"you are right in that 77% are doing the same. But your implication is wrong, IMHO. The 23% who are doing things differently are precisely why mobile is not the same as desktop. If optimisation is valuable for much smaller segments then it's even more so for a quarter of the audience."

Two quick thoughts on that:

1. That number has been growing for the last two years. Based on the behaviors I observe, I see it increasing still, not staying static. The web is everywhere, and we can't stop it.

2. You have no way of knowing, based on the size of device, what the person is there to do. You could ASSUME they only want directions or a phone number or what not, but your chances of being wrong are very high.

For me, the direction seems clear:

1. Adaptive design and progressive enhancement (not CONTENT) so that you're serving appropriate and appropriately sized resources based on the device and it's limitations or capabilities.

2. Fluid layouts that provide the same content to everyone.

3. A focus on performance as a key design feature—whether the person is on a desktop, smartphone, refrigerator, TV, or whatever.

4. REALLY strong information architecture. Identify common use cases and workflows, and make it easy for the visitors themselves to find the content that fits THEIR desires.

Point number 4 may be the most important. It's arrogant to assume that we as designers and developers can know exactly what a person wants from our site. Our job should be to make it easy for them to get where they want to go.

over 2 years ago

Stuart McMillan

Stuart McMillan, Deputy Head of Ecommerce at Schuh

@Chris, I have to agree with that 100%!

This is exactly the philosophy we're adopting with the new site. I guess there are two aspects to it:

1) responsive relaunch to give the users a better experience

but more importantly

2) to give us a great sprint board to concentrate on evolving the user experience, especially your points 3 & 4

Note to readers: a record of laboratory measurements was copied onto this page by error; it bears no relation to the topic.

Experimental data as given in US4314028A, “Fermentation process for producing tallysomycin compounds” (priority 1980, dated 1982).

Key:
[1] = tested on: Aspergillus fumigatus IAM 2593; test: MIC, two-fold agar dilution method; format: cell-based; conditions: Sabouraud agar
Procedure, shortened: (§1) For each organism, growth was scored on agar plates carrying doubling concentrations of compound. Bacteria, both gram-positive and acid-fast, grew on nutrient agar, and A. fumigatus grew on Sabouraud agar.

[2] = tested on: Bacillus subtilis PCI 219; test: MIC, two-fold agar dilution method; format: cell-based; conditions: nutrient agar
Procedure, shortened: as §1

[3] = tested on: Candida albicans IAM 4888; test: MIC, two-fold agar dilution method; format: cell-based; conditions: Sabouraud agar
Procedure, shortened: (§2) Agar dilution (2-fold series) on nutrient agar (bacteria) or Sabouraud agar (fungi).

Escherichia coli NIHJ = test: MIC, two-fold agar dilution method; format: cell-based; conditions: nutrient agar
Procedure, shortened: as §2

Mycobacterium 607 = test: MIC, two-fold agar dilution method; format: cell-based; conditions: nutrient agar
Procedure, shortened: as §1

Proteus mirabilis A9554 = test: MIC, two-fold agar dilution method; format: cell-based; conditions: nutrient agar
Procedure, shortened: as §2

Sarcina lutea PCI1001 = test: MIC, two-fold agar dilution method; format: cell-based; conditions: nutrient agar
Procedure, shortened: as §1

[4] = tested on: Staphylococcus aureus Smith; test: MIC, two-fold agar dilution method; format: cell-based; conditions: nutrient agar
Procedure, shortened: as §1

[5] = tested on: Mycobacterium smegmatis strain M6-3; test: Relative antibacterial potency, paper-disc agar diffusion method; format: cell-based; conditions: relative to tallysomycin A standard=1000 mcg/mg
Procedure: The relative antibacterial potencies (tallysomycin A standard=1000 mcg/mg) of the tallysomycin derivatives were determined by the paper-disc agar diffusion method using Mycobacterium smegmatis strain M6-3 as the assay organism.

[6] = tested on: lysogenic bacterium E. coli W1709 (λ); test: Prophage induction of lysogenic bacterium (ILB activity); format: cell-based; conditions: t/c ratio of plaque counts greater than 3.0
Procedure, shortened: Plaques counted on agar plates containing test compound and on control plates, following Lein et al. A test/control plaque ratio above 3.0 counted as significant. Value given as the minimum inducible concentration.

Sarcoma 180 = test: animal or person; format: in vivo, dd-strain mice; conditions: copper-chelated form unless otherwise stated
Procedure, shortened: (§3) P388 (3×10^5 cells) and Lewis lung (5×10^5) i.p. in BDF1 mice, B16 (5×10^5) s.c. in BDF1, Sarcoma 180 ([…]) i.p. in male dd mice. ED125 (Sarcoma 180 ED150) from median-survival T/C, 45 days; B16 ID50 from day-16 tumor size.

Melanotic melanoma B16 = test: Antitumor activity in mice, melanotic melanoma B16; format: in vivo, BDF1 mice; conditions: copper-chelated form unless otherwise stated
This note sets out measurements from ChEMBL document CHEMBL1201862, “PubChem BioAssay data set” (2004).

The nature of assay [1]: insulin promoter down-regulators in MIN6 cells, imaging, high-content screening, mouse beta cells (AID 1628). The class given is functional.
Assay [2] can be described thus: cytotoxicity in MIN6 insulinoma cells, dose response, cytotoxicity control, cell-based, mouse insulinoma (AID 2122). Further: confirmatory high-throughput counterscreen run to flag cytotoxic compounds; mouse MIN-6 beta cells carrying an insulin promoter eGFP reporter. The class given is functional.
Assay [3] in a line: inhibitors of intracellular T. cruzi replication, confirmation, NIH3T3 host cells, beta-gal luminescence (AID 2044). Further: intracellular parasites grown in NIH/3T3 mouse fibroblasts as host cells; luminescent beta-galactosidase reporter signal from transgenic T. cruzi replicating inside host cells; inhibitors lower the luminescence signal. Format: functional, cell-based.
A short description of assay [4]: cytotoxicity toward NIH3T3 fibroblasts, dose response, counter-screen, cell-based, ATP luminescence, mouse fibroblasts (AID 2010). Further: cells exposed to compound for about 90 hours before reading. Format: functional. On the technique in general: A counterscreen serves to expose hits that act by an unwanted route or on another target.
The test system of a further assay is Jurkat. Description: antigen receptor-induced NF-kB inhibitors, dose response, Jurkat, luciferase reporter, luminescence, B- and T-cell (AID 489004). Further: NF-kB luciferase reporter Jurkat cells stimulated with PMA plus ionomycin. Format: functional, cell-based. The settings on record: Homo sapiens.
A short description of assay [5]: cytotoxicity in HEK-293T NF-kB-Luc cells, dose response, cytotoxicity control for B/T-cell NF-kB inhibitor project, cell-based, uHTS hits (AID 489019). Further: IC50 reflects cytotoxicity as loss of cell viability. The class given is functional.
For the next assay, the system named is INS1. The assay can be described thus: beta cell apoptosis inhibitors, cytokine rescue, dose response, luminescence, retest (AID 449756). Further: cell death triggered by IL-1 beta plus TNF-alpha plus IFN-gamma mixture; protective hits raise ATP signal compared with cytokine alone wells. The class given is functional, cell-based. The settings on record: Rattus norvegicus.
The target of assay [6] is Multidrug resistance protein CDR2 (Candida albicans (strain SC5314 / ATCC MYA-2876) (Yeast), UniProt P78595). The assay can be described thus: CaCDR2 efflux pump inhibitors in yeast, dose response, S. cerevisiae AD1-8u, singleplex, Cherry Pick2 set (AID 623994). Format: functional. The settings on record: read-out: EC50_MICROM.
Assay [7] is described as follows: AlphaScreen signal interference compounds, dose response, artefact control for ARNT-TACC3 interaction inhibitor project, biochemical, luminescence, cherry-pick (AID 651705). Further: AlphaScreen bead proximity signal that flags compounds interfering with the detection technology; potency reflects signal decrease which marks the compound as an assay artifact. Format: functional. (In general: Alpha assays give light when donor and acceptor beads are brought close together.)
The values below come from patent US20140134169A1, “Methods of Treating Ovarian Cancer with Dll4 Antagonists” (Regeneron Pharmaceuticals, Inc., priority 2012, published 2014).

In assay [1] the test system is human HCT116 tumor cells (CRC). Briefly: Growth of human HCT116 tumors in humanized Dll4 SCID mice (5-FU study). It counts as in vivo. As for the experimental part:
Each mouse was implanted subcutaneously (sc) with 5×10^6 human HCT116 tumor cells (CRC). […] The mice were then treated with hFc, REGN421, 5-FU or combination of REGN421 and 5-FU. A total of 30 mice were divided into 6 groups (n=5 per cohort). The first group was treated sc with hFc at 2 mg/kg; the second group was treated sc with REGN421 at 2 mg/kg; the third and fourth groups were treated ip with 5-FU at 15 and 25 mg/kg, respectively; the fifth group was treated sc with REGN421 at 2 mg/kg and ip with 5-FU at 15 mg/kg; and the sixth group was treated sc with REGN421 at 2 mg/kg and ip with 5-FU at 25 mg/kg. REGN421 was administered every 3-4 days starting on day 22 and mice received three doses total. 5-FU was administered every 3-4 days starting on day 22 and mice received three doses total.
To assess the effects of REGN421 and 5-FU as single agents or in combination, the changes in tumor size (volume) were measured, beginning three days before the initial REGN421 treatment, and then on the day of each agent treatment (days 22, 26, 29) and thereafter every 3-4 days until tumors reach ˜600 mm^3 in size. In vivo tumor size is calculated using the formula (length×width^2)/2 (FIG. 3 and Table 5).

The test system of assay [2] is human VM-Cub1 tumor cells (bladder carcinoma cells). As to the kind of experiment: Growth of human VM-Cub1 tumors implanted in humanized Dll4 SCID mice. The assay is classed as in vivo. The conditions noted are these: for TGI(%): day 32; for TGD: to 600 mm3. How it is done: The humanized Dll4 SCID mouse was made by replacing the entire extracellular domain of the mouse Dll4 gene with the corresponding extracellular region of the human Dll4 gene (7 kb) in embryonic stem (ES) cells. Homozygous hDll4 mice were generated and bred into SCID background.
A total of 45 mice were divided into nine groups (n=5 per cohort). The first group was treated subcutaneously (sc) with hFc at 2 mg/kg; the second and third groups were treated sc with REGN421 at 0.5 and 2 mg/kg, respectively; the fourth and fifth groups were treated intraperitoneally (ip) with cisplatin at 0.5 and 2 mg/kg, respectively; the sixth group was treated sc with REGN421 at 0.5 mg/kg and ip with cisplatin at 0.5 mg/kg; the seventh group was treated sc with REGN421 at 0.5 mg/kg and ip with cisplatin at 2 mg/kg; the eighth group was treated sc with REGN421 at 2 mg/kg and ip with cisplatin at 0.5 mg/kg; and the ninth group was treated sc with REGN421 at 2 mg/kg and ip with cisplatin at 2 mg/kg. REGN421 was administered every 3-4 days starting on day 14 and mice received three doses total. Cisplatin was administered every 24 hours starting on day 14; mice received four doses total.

the relaunch is not a fait accompli, it's just a step up on our journey.

over 2 years ago

Chris Lake

Chris Lake, CEO at Empirical Proof

@James - I'll fire over an email and include a few people. Certainly something that we should do more things around...

over 2 years ago

Jonathan Bass

Jonathan Bass, Managing Director at Incentivated Ltd

Sounds like we're all in agreement. Of course one never knows - that's why you test different journeys on different platforms. I'm going to the pub where the staff are lovely and responsive.

over 2 years ago

James Gurd

James Gurd, Owner at Digital JugglerSmall Business Multi-user

Amen to @Chris F approach and especially the view that "Our job should be to make it easy for them to get where they want to go".

You can never exactly know a visitor's intentions, I don't always know my own intentions when i pick up my phone, but through data modelling over time you can better estimate this and predict likely next actions and serve content/features/functionality to suit.

@Chris L - it would be brilliant to get something organised and involve people from this thread. It's an area of hot debate and adding a balanced voice to the industry with a clear explanation of pros & cons would I believe help most ecommerce teams. I'd be happy to get involved and help make it happen (though i'd never position myself as a tech expert, more someone with a keen view on the commercial implications).